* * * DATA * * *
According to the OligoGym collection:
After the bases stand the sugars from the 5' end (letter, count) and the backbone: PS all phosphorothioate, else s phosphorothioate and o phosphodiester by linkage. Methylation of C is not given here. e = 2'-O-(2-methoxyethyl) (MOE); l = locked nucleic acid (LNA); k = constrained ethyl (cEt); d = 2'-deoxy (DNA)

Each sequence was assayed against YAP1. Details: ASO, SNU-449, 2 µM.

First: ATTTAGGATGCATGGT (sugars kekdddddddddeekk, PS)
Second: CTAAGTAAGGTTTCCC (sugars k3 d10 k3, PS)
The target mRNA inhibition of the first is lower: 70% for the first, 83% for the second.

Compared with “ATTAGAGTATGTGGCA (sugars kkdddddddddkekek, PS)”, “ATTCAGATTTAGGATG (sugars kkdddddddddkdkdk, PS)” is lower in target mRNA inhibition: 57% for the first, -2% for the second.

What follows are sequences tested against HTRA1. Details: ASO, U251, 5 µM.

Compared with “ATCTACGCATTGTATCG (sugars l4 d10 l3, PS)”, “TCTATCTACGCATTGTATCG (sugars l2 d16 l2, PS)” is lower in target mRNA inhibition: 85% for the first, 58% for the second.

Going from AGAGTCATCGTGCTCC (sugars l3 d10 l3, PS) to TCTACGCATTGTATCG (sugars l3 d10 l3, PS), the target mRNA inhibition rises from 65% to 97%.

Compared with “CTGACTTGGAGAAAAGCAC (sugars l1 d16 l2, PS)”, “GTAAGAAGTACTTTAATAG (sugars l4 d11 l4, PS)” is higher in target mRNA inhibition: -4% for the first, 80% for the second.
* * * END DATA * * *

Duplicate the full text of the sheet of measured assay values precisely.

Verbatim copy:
According to the OligoGym collection:
After the bases stand the sugars from the 5' end (letter, count) and the backbone: PS all phosphorothioate, else s phosphorothioate and o phosphodiester by linkage. Methylation of C is not given here. e = 2'-O-(2-methoxyethyl) (MOE); l = locked nucleic acid (LNA); k = constrained ethyl (cEt); d = 2'-deoxy (DNA)

Each sequence was assayed against YAP1. Details: ASO, SNU-449, 2 µM.

First: ATTTAGGATGCATGGT (sugars kekdddddddddeekk, PS)
Second: CTAAGTAAGGTTTCCC (sugars k3 d10 k3, PS)
The target mRNA inhibition of the first is lower: 70% for the first, 83% for the second.

Compared with “ATTAGAGTATGTGGCA (sugars kkdddddddddkekek, PS)”, “ATTCAGATTTAGGATG (sugars kkdddddddddkdkdk, PS)” is lower in target mRNA inhibition: 57% for the first, -2% for the second.

What follows are sequences tested against HTRA1. Details: ASO, U251, 5 µM.

Compared with “ATCTACGCATTGTATCG (sugars l4 d10 l3, PS)”, “TCTATCTACGCATTGTATCG (sugars l2 d16 l2, PS)” is lower in target mRNA inhibition: 85% for the first, 58% for the second.

Going from AGAGTCATCGTGCTCC (sugars l3 d10 l3, PS) to TCTACGCATTGTATCG (sugars l3 d10 l3, PS), the target mRNA inhibition rises from 65% to 97%.

Compared with “CTGACTTGGAGAAAAGCAC (sugars l1 d16 l2, PS)”, “GTAAGAAGTACTTTAATAG (sugars l4 d11 l4, PS)” is higher in target mRNA inhibition: -4% for the first, 80% for the second.